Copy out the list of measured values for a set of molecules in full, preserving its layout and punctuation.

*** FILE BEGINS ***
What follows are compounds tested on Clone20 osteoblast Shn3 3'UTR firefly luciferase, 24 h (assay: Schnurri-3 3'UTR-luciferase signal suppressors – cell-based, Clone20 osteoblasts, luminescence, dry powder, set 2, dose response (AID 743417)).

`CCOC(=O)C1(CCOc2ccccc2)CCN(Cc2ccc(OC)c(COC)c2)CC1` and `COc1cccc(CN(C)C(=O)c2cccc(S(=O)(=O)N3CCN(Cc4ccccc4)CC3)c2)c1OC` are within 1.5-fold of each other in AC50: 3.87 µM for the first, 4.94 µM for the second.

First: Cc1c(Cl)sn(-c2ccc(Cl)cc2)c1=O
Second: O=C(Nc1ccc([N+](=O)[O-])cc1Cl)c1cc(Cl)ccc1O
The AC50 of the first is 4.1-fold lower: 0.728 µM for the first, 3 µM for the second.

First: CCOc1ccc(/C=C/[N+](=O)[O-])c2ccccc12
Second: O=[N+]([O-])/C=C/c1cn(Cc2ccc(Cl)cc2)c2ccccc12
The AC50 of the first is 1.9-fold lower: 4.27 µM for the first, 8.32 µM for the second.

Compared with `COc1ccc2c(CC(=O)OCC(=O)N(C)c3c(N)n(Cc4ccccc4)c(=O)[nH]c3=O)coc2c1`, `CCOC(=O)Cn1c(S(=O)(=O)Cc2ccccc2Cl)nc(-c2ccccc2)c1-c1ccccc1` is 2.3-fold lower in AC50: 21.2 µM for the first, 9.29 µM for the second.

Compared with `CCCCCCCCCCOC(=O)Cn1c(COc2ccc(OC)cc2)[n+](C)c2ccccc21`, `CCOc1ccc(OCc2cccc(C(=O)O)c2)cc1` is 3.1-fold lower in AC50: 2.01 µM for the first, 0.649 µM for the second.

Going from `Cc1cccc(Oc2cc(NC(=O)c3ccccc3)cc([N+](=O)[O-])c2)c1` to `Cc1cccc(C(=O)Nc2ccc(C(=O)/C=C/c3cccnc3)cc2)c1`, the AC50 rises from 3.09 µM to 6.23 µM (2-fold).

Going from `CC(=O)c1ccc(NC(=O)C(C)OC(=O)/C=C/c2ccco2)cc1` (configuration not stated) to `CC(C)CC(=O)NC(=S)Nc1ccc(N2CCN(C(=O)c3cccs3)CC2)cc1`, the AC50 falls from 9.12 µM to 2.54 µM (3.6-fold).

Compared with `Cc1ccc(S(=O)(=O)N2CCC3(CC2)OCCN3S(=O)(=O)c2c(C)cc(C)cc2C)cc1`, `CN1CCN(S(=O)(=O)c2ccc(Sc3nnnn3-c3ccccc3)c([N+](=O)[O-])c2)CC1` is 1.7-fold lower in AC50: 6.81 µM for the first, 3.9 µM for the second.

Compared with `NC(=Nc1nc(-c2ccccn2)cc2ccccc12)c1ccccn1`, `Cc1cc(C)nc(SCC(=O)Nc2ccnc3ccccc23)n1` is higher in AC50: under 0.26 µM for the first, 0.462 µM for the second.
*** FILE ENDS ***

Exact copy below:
What follows are compounds tested on Clone20 osteoblast Shn3 3'UTR firefly luciferase, 24 h (assay: Schnurri-3 3'UTR-luciferase signal suppressors – cell-based, Clone20 osteoblasts, luminescence, dry powder, set 2, dose response (AID 743417)).

`CCOC(=O)C1(CCOc2ccccc2)CCN(Cc2ccc(OC)c(COC)c2)CC1` and `COc1cccc(CN(C)C(=O)c2cccc(S(=O)(=O)N3CCN(Cc4ccccc4)CC3)c2)c1OC` are within 1.5-fold of each other in AC50: 3.87 µM for the first, 4.94 µM for the second.

First: Cc1c(Cl)sn(-c2ccc(Cl)cc2)c1=O
Second: O=C(Nc1ccc([N+](=O)[O-])cc1Cl)c1cc(Cl)ccc1O
The AC50 of the first is 4.1-fold lower: 0.728 µM for the first, 3 µM for the second.

First: CCOc1ccc(/C=C/[N+](=O)[O-])c2ccccc12
Second: O=[N+]([O-])/C=C/c1cn(Cc2ccc(Cl)cc2)c2ccccc12
The AC50 of the first is 1.9-fold lower: 4.27 µM for the first, 8.32 µM for the second.

Compared with `COc1ccc2c(CC(=O)OCC(=O)N(C)c3c(N)n(Cc4ccccc4)c(=O)[nH]c3=O)coc2c1`, `CCOC(=O)Cn1c(S(=O)(=O)Cc2ccccc2Cl)nc(-c2ccccc2)c1-c1ccccc1` is 2.3-fold lower in AC50: 21.2 µM for the first, 9.29 µM for the second.

Compared with `CCCCCCCCCCOC(=O)Cn1c(COc2ccc(OC)cc2)[n+](C)c2ccccc21`, `CCOc1ccc(OCc2cccc(C(=O)O)c2)cc1` is 3.1-fold lower in AC50: 2.01 µM for the first, 0.649 µM for the second.

Going from `Cc1cccc(Oc2cc(NC(=O)c3ccccc3)cc([N+](=O)[O-])c2)c1` to `Cc1cccc(C(=O)Nc2ccc(C(=O)/C=C/c3cccnc3)cc2)c1`, the AC50 rises from 3.09 µM to 6.23 µM (2-fold).

Going from `CC(=O)c1ccc(NC(=O)C(C)OC(=O)/C=C/c2ccco2)cc1` (configuration not stated) to `CC(C)CC(=O)NC(=S)Nc1ccc(N2CCN(C(=O)c3cccs3)CC2)cc1`, the AC50 falls from 9.12 µM to 2.54 µM (3.6-fold).

Compared with `Cc1ccc(S(=O)(=O)N2CCC3(CC2)OCCN3S(=O)(=O)c2c(C)cc(C)cc2C)cc1`, `CN1CCN(S(=O)(=O)c2ccc(Sc3nnnn3-c3ccccc3)c([N+](=O)[O-])c2)CC1` is 1.7-fold lower in AC50: 6.81 µM for the first, 3.9 µM for the second.

Compared with `NC(=Nc1nc(-c2ccccn2)cc2ccccc12)c1ccccn1`, `Cc1cc(C)nc(SCC(=O)Nc2ccnc3ccccc23)n1` is higher in AC50: under 0.26 µM for the first, 0.462 µM for the second.